More Armigerous Saints

Saint Bonaventure, Cardinal-Bishop of Albano. As a Franciscan he bore simply the arms associated with the Order. He had also served as Minister General of the Order of Friars Minor. The artwork here is by the late Michael McCarthy of Australia.


10 thoughts on “More Armigerous Saints

      1. John

        Um I mean where did he get the blazon or description of the arms? How did he know that Saint Bonaventure used this arms?

      2. guyselvester Post author

        I don’t know. McCarthy included it in his magnum opus “Armoria Collegii Cardinalium”. I know that was a heavily researched work and that he had access to the Vatican Archives as part of his research. So, the scholarship of that work is rather reliable.

      3. John

        Well I guess that I won’t be able to upload a representation at the Wikimedia Commons for Wikipedia. I’m afraid that someone might nominate it for deletion. I uploaded a representation of the coat of arms of Msgr. Georg Gänswein, the Prefect of the Papal Household impaled with the arms of Francis referenced/sourced to your website. Then the one who requested it for deletion stated your post was a hoax or suggestion. Did the archbishop really change the dexter side of his arms to the arms of Pope Francis or is it still impaled with the arms of the Pope emeritus?

      4. guyselvester Post author

        Why would the arms of Abp. Gänswein be a “hoax” or a suggestion? You presented your source, a website maintained by someone who knows a heck of a lot more about heraldry than the idiots who maintain Wikimedia and that’s not good enough? McCarthy’s scholarly work on the coats of arms of all the cardinals of the Holy Roman Church would also not be good enough? It’s sounds like what they’re looking for isn’t independent verification but verification that they like.

        It is the regular and normal practice for the Prefect of the Pontifical Household to impale his personal arms with those of the REIGNING Supreme Pontiff of whose household he is Prefect. If the pope changes and the Prefect remains on to serve the new pontiff then he impales his arms with those of the new pope. The late Cardinal Martin, who served three successive popes, changed the achievement of his arms three times.

        However, it is the ignorant and the stupid who assessed that Abp. Gänswein stole all of Pope Benedict XVI’s coat of arms and somehow incorporated it into his own arms as some kind of tribute to his boss. Not only would this NOT be permitted it would also constitute poor heraldry. It is not what he did. People who think this know nothing about heraldry, have no concept of what marshaling two or more arms on the same shield means and are the ones in need of a website like this one!

        How nice that STUPID people have sway over what does and does not make it onto Wikimedia. That’s really helpful.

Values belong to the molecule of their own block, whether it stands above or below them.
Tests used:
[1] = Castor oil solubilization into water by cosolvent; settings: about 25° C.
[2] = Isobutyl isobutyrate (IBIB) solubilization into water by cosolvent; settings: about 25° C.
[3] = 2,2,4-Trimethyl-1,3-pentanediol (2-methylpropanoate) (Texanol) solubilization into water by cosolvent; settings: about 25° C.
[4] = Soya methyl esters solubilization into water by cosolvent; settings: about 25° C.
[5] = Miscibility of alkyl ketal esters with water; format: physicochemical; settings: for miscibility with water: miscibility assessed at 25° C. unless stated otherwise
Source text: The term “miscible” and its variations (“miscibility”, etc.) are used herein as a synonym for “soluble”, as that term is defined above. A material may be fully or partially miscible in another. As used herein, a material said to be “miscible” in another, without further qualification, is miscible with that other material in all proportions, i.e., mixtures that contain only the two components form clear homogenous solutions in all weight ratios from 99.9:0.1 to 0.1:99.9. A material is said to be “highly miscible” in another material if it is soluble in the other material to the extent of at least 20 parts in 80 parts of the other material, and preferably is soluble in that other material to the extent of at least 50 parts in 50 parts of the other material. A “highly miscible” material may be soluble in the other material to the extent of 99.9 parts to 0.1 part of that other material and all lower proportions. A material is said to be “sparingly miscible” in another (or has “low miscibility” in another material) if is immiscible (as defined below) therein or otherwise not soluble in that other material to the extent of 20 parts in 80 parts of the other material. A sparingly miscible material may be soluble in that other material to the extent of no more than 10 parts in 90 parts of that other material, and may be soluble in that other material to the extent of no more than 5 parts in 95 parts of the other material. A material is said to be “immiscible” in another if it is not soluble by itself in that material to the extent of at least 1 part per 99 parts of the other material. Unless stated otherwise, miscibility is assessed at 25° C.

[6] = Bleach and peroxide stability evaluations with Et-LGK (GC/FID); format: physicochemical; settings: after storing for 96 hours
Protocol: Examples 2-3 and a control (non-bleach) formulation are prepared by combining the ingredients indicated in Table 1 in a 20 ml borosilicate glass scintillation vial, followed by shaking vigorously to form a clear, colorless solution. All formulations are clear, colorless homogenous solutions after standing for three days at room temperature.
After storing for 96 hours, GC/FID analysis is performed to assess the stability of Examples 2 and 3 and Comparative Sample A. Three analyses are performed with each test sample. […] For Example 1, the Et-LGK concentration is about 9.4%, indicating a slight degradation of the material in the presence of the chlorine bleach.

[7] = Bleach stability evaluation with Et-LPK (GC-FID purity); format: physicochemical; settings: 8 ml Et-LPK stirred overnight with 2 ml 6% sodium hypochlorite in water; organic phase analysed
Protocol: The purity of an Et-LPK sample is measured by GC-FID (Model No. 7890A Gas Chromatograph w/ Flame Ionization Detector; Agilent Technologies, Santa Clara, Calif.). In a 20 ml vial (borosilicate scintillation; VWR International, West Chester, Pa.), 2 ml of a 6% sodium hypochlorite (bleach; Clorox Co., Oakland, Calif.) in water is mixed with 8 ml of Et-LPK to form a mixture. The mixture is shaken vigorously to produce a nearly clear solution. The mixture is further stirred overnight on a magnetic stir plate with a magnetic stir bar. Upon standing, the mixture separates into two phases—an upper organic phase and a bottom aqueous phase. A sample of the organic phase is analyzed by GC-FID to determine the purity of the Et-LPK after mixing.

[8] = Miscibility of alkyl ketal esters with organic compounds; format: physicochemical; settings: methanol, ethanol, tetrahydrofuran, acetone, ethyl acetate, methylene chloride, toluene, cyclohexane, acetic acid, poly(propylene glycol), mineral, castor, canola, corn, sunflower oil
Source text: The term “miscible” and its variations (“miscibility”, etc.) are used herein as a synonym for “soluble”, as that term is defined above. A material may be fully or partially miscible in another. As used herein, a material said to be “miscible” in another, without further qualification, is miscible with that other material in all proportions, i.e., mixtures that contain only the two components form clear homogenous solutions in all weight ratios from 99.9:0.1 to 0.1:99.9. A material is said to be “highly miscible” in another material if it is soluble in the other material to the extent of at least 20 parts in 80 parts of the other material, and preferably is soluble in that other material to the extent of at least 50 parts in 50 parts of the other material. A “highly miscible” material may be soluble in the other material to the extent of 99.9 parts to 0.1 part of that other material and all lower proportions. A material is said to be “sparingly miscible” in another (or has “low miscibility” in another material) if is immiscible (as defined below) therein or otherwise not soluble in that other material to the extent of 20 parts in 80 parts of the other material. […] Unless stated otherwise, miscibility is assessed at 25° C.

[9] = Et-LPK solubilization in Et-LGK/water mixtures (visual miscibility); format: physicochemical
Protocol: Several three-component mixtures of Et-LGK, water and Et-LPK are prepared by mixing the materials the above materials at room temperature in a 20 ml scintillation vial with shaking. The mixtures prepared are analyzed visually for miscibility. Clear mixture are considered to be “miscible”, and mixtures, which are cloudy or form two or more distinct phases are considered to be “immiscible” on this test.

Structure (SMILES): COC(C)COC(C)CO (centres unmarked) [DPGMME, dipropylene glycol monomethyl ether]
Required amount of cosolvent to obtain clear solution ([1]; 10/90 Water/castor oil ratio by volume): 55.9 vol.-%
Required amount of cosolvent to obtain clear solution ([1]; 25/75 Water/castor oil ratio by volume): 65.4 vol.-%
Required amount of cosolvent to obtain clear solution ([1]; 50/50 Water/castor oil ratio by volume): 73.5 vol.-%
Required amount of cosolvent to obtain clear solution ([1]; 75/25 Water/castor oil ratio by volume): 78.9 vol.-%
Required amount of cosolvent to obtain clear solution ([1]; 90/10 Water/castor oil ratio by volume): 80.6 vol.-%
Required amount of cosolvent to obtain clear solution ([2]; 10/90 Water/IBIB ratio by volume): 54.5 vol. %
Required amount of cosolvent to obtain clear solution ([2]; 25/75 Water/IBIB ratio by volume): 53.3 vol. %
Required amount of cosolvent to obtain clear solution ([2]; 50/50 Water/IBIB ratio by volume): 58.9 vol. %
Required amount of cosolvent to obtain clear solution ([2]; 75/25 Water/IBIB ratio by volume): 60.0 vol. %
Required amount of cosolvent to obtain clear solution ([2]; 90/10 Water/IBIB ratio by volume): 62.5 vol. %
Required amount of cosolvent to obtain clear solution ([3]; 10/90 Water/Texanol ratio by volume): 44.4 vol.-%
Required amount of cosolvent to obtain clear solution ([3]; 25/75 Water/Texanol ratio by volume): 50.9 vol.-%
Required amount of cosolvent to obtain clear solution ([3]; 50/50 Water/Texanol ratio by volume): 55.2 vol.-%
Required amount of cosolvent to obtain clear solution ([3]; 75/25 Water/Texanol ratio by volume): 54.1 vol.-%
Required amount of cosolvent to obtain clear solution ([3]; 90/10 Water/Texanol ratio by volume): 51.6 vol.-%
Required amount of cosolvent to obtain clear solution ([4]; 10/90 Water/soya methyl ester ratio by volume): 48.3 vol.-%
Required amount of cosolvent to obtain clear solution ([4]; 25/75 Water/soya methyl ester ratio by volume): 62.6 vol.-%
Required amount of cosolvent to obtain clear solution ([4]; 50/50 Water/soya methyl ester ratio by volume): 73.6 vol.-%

The Prefect of the Pontifical Household ALWAYS impales his arms with those of the CURRENT pope whom he serves. Full stop. Not conjecture; not maybe; it happens. He does this in the same way many bishops impale their personal arms with those of their diocese. The personal arms of Abp. Gänswein consist of the dragon and star only. The half of the shield bearing the pope’s arms AREN’T HIS! They don’t “become” part of his coat of arms. Rather, they are a separate coat of arms displayed together on one shield WITH his personal arms to illustrate heraldically the relationship between the two.

        Whoever claimed this was a hoax or a suggestion is an idiot. I think it’s really incomprehensible that the ignorant on a particular topic presume to lecture and doubt those of us who have made this a life-long study. (I’m referring to the one who doubted you, not to you) Why should they bother to seek out this information on the internet if they’re just going to disbelieve it when they find it? While not everything on the internet is to be believed I wonder by what authority they doubted the change in Gänswein’s arms? It seems that those who asserted it was untrue bear the burden of proof.

        Anyway, Gänswein most certainly changed his heraldic achievement as do ALL Prefects under similar circumstances and I AM a reliable source for that, as is McCarthy’s book for the arms of St. Bonaventure.

    1. guyselvester Post author

      Yes. Originally, cardinals’ hats used varying numbers of tassels. The cardinal’s hat having 30 tassels as we know it now only became an established heraldic custom in the NINETEENTH century. St. Bonaventure lived considerably longer ago than that.


Leave a Reply

Fill in your details below or click an icon to log in: Logo

You are commenting using your account. Log Out /  Change )

Facebook photo

You are commenting using your Facebook account. Log Out /  Change )

Connecting to %s